Journal of Hard Tissue Biology
Effect of Low-intensity Pulsed Ultrasound (LIPUS) with Different Frequency on Bone Defect Healing
Kazuya MondenHodaka SasakiMasao YoshinariYasutomo Yajima
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Volume 24 (2015) Issue 2 Pages 189-198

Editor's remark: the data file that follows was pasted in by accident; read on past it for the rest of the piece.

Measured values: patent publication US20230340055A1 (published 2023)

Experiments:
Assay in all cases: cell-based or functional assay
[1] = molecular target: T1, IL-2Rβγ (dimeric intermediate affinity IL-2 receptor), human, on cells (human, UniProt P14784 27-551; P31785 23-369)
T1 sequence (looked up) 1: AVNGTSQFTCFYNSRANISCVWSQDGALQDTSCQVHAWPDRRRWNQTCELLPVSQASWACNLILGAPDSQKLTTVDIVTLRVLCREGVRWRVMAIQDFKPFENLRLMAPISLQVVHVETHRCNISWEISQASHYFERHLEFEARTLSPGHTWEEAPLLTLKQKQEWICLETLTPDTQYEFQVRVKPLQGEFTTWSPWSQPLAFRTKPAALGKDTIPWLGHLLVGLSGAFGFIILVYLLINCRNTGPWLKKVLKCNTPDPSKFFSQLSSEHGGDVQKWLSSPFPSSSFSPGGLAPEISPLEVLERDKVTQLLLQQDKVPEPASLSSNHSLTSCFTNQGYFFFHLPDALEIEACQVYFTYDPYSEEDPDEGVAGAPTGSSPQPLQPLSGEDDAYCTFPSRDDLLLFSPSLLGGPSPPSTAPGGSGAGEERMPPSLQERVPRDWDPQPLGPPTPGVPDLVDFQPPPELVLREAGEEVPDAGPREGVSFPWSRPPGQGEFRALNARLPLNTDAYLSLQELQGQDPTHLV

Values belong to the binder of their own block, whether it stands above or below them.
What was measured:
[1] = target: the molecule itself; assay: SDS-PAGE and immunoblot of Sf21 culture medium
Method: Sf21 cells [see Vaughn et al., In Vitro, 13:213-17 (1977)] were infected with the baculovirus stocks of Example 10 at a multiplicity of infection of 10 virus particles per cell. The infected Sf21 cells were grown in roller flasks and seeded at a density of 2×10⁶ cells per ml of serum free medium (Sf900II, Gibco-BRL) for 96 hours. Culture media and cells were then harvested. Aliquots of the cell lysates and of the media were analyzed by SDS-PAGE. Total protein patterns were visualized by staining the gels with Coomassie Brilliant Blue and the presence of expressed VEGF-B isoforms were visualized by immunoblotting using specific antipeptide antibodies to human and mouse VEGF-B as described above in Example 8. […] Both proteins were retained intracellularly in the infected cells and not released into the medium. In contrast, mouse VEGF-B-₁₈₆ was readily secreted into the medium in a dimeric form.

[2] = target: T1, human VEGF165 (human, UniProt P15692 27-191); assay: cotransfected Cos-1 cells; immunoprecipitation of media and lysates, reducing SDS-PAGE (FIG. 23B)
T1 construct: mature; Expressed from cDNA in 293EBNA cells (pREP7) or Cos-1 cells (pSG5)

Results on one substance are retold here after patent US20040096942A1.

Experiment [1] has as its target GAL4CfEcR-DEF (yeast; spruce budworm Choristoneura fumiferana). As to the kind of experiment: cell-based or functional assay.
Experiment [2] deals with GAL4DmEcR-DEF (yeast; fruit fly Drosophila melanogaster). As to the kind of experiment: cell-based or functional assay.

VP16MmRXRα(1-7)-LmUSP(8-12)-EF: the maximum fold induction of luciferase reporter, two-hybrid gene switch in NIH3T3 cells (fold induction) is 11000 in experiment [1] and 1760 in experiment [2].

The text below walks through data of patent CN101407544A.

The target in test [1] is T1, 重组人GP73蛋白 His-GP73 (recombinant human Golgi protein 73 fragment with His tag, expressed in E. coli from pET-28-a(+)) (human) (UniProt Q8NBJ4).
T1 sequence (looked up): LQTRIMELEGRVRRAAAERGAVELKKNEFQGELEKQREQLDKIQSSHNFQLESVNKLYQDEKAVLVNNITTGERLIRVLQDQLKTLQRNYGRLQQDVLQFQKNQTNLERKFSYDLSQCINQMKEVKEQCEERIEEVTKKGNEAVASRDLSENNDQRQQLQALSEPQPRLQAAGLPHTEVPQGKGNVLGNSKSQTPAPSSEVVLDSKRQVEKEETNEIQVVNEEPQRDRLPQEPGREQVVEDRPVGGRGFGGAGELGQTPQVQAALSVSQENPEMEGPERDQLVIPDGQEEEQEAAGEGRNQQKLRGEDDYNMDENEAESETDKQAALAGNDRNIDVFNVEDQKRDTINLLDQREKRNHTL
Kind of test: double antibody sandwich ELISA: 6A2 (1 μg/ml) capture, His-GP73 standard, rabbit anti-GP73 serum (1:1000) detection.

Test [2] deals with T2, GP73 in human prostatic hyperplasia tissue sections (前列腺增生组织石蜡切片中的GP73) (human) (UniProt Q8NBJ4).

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Low-intensity pulsed ultrasound (LIPUS) is known to promote bone defect healing. The frequency of the LIPUS is known to influence directivity and depth of penetration, but the differences on bone healing remains unknown. This study was to investigate the effect of LIPUS with different frequencies on bone defect healing. Bone defects of 1.6 mm in diameter were created in femurs of ten-week-old male Long-Evans rats (n=36). Experimetal groups were exposed LIPUS (intensity: 30 mW/cm2, burst width: 200 μs, time: 15 min/day) and divided into a low frequency (LF, 1.5 MHz) group and a high frequency (HF, 3.0 MHz) group. Non-exposed LIPUS group were used as control. After 3, 5, 7, and 10 days, femurs were removed and radiological, histomorphological and molecular biological evaluations were conducted. Micro-CT images showed that the depression in cortical bone was reduced in LF and HF groups. 3D bone morphological analysis at 10 days revealed that LIPUS increased cortical bone volume / tissue volume (BV/TV) and decreased BV/TV in the lower layer of cancellous bone (P<0.05). Histomorphologically, clot retraction was seen in the both LIPUS groups but not in the control group at 3 days. These effects were observed at a deeper layer in the LF group than in the HF group. No significant difference in osteopontin (OPN) gene expression was observed. However, osteocalcin (OCN) gene expression was significantly elevated in the HF group relative to the control group at 10 days (P<0.05). Immunohistochemical staining revealed that newly formed bone exhibited a positive reaction to OPN and OCN in both LIPUS groups. Healing of the bone defect area was noted in both LIPUS groups, but there was no clear difference in histomorphology between the LF and HF groups. LIPUS frequencies of 1.5 MHz and 3.0 MHz promote increased cortical bone mass and remodeling of cancellous bone in rat femurs with bone defects.

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